Let’s take a look at the top five most famous founders and their stories that invigorated today’s coliving movement.

Mark Zuckerberg — Facebook

In the summer of 2004, Mark Zuckerberg turned a five-bedroom house in Palo Alto, California into Facebook’s headquarters. He and his team, a group of computer engineers, lived, coded and partied together while creating what would be one of the biggest startups of all time. They set up their computers on the dining room table and took breaks to swim in the backyard pool. 

Zuckerberg and his team even built a zipline from the chimney to the pool once, which shows how much fun they had while simultaneously building an empire. 

Sean Parker, Facebook’s ex-president, said 2-3 people shared rooms and slept on mattresses on the floor. He likened the experience to living in a frat house. Today, the house is visited by tourists from around the world who are eager to get a glimpse into where it all began.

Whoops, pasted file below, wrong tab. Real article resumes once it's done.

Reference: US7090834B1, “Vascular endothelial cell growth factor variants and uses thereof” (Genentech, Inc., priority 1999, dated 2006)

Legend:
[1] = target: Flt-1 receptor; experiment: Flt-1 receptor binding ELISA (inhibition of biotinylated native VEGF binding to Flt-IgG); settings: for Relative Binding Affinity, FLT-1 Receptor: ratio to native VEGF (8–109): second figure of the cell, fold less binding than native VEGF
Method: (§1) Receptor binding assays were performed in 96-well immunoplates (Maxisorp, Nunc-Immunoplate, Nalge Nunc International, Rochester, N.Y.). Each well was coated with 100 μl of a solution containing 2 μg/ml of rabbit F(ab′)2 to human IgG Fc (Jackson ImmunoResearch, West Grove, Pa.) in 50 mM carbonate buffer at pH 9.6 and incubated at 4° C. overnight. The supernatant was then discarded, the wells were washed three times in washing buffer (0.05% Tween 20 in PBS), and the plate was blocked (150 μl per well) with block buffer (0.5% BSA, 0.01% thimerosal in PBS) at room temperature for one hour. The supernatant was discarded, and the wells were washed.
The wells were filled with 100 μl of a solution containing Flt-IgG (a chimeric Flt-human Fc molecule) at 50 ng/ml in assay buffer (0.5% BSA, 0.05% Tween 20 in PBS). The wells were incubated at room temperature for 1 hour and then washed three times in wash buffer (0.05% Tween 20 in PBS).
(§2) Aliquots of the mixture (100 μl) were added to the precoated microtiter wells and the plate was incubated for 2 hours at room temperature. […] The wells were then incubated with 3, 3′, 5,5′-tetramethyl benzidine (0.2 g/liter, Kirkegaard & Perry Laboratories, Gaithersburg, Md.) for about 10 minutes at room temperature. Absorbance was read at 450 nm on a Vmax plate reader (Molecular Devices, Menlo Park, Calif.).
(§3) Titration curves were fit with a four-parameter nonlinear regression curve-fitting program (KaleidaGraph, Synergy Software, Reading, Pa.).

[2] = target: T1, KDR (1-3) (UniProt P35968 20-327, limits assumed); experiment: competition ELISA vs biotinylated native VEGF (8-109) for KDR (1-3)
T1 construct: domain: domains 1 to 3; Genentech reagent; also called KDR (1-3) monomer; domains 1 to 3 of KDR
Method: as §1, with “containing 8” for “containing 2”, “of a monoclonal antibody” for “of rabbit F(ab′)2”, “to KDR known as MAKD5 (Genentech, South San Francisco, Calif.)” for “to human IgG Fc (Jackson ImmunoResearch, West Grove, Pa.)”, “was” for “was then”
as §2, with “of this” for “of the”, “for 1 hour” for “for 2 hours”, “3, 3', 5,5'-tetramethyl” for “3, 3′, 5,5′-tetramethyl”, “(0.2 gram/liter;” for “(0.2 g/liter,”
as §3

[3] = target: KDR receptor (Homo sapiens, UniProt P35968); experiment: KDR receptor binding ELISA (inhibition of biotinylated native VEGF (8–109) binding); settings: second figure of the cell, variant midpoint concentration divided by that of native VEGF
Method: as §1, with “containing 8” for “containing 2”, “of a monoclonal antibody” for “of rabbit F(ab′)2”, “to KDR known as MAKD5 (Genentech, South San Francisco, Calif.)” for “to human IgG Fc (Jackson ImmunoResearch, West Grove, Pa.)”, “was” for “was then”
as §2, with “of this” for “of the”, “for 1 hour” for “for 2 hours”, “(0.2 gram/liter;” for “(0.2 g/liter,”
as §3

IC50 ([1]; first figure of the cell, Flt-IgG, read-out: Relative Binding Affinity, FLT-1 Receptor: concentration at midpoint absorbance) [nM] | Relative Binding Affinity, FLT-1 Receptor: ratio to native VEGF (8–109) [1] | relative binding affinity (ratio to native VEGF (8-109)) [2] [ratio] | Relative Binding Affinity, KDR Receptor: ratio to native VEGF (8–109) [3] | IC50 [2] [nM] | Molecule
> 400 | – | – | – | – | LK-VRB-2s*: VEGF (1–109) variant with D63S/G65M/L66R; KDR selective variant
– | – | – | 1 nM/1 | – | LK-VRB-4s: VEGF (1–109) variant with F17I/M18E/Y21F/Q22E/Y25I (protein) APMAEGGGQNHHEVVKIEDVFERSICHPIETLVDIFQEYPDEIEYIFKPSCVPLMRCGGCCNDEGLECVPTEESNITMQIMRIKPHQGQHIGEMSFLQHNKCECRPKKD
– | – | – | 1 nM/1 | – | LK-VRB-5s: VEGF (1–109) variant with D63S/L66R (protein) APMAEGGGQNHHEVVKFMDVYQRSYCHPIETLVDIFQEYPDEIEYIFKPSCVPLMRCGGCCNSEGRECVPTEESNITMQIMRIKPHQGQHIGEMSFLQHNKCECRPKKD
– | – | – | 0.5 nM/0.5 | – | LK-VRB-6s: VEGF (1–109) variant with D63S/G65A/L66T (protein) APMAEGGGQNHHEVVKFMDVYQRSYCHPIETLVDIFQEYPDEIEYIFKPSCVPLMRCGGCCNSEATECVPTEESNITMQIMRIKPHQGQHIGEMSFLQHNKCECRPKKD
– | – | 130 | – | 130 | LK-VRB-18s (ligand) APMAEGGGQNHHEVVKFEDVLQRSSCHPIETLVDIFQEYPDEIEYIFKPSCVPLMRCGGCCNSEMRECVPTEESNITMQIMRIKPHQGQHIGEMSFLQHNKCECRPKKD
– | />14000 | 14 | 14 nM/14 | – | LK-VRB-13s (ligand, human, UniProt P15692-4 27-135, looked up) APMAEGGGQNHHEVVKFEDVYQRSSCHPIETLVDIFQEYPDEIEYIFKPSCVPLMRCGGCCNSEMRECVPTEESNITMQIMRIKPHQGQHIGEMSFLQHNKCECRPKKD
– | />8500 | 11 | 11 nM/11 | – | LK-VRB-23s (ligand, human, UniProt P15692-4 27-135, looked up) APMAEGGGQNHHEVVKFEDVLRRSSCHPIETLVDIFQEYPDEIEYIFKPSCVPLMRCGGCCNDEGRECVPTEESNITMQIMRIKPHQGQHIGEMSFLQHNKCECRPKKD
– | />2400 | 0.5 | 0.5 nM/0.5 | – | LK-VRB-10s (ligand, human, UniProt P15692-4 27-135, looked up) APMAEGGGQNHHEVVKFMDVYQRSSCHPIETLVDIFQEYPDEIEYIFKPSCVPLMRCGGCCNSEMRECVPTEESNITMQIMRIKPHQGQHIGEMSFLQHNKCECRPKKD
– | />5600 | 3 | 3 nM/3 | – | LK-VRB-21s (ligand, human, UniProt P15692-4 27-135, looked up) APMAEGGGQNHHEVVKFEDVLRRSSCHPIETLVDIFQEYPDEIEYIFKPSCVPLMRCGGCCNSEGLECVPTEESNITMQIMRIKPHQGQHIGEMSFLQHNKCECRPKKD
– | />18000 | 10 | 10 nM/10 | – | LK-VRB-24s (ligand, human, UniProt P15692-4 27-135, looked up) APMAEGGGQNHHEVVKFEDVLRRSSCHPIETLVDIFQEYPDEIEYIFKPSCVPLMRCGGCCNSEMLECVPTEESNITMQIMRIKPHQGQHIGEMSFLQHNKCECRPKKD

Steve Jobs & Steve Wozniak  — Apple

A garage in Steve Jobs’ childhood home in Los Altos, California is where Jobs, Steve Wozniak, and several others conceived the very first Apple computer in 1975. While they didn’t physically manufacture computers in the garage, all of the planning was done there and it’s where Apple’s foundational concepts were born.

Source: mashable.com

The garage acted as an office space to brainstorm ideas, have creative discussions and outline their visions and goals. They didn’t have any money to rent an office space, so they transformed a home space into an innovative epicenter.  The garage was recently named a historic site to celebrate the origins of Apple.

Bill Hewlett and Dave Packard — Hewlett-Packard